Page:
Heading to the lake in the province of Novara, is one of the most evocative places in Piemonte: Orta San Giulio. Beloved by writers and poets, Orta is a small town characterized by very picturesque narrow streets.

Macugnaga is located in the province of Verbano Cusio Ossola. Not very different, but located in a very different part of Piemonte, in the heart of Val Chisone protected by the Albergian, Orsiera and Rocciavré mountains is the village of Usseaux. A rare example of the Medieval era in the Langa area of the province of Asti is Mombaldone, once under the dominion of the Lombards.

Piemonte’s Islands:
The Isole Borromee (Borromean Islands) are a group of three small islands and two islets in the Italian part of Lago Maggiore. They were given their names after the 14th century feudal lords that acquired the islands, and still own some of them to this day. The islands include: Isola Madre, Isola Bella, Isola dei Pescatori, Isolino di San Giovanni and the tiny rock Malghera.

Piemonte’s Lakes:

The second largest lake of Italy, Lake Maggiore, shares its shoreline between the Piedmont and Lombardy regions, and Switzerland. The beautiful scenery around Lago Maggiore is dominated by the Alps and the Monte Rosa massif offering beautiful views over the lake.

At about 28km to the west of Lake Maggiore lies Lake Orta, with its mesmerizing, little island San Giulio and the lake side village of Orta San Giulio.

The glacial Lake Viverone is located in the Serra Moraine of Ivrea, in the aera between Biella, Vercelli and Ivrea. It is here that the famous white Erbaluce wine is produced.

There is also the maar lakes of Avigliana, Lago Grande and Lago Piccolo, located in the eponymous Natural Park at the foot of Monte Pirchiarano, at the entrance of the Susa valley. At the top of the Monte Pirchiarano is the Sacra di San Michele dating back to the 11th century.

National Parks
Piedmont is one of the leading regions in nature conservation in Italy. The Gran Paradiso National Park and Val Grande National Park as well as it 40 regional parks and nature reserves offer an incredible biodiversity in fauna and flora.

Thermal Baths
The region is also famous for its thermal baths and wellness centers, many of which are located in the Cuneo province. among which Bagni di Vinadio (known for the therapeutic qualities of its sulfur waters), Garessio (S. Bernardo Waters), Terme di Lurisia, and Terme di Valdieri. There are also Acqui Terme (spa treatments with muds), Agliano Terme, Bognanco (Bognanco waters) in the provinces of Alessandria, Asti and Verbano, respectively.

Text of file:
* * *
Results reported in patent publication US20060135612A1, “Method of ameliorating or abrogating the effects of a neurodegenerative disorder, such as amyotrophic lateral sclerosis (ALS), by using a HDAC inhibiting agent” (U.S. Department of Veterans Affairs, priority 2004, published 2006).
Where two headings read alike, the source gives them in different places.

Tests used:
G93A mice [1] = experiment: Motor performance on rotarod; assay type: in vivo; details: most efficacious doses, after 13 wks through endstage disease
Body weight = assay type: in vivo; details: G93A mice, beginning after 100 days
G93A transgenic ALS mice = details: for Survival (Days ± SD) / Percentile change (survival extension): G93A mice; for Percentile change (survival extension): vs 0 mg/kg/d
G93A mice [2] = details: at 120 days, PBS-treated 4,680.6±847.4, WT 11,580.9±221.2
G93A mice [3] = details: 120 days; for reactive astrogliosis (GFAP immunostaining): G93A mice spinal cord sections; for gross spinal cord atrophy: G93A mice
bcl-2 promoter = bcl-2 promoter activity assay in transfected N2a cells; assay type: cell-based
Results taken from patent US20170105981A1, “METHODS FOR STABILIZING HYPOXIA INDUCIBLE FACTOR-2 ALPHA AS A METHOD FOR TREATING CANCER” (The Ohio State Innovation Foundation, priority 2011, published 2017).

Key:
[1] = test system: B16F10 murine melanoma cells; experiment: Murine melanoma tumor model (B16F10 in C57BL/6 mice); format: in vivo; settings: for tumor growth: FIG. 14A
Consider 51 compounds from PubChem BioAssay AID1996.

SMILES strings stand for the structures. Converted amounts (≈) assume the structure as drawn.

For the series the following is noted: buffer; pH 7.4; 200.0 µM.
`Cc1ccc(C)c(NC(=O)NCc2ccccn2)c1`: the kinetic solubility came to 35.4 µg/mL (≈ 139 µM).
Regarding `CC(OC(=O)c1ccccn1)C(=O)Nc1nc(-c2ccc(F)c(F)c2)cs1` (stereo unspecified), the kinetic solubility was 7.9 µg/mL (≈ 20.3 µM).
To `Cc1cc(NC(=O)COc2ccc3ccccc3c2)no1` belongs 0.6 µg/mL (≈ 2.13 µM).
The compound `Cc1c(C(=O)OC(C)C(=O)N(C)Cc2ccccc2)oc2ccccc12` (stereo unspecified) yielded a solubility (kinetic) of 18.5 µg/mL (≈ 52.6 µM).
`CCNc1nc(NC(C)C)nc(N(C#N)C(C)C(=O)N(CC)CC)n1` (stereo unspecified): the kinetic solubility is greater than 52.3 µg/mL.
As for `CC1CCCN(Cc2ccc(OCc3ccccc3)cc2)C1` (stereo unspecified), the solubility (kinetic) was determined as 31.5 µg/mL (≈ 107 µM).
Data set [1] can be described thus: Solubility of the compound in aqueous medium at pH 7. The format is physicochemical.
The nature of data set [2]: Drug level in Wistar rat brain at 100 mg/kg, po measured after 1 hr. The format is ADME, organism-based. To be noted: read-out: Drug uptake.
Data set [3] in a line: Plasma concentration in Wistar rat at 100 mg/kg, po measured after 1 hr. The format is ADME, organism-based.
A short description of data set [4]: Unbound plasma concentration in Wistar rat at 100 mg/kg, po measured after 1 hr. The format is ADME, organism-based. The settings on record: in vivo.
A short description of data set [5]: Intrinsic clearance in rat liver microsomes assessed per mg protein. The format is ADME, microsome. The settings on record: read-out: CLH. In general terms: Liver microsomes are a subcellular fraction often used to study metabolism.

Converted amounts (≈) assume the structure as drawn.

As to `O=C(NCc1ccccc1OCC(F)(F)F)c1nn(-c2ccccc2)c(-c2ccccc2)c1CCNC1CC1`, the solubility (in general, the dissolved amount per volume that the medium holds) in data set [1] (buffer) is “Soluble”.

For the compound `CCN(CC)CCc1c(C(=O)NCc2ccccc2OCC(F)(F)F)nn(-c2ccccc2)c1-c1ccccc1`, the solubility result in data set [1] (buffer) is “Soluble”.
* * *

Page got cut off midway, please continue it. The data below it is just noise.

Other interesting sights

Sacra di San Michele
Superga Basilica
Palace of Venaria
Stupinigi Palazzina di Caccia (Stupinigi hunting palace)
Sacri Monti


When to visit Piedmont

Depending on what your main focus is, you can visit Piedmont almost any time of the year. October and November are the best months if you are interested in white truffles. For the wine festival Vinum, the end of April is recommended, while the magnificent landscape is at its best in April, May and June and September.


4. What to bring from Piedmont

Red and white wines, cookies, chocolate products (the famous gianduja, the hazelnut and chocolate paste at the origin of Nutella), ceramics (from Castellamonte), silver crafts (from Alessandria)


5. Useful info


Being the second larges province, Piedmont has a very diverse climate range. While the North has a continental climate, the South is only 30 miles from the Ligurian coast, the so-called Riviera, with weather influenced by the warm Mediterranean sea.



The Piedmont region counts 8 provinces:



6. Festivals and Events in Piedmont

Vinum, Alba
Annual fair for wines from the Langhe, Roero and Monferrato, taking place at the end of April.

International Alba White Truffle Fair, Alba
Annually in October and November

Palio of Asti,
Third Sunday in September

Carneval of Ivrea


7. Famous people from Piedmont

Primo Levi, Umberto Eco, Victor Emmanuel II, Rita Levi-Montalcini, Carla Bruni, Flavio Briatore are all originary from the Piedmont region.


8. Related articles about Piedmont

10 Reasons why Turin should be on your Italy bucket list
White truffle vade mecum: busting 10 myths about Alba truffles
Turin’s historic cafés: where insurrection rhymes with literature and chocolate
Sacra di San Michele: a Mysterious Monastery high up in the Mountains
A relaxing lakeside weekend in Orta San Giulio, Lake Orta
Superga : a basilica, a tragedy and the birth of a legend
Cookies, Candies and other confections from Piedmont
Singular, multicolored vineyard chapel in La Morra

Photo credits (from top to bottom): Barolo by Luca Boldrini; Chestnut woods by Jacqueline Poggi; Venaria Reale by Vince42; Superga by Giorgio Tozzi; Gran Paradiso National Park by Soumei Baba; Galleria Subalpina by Felix Gonzalez; Sacra di San Michele by BillH-GSACC.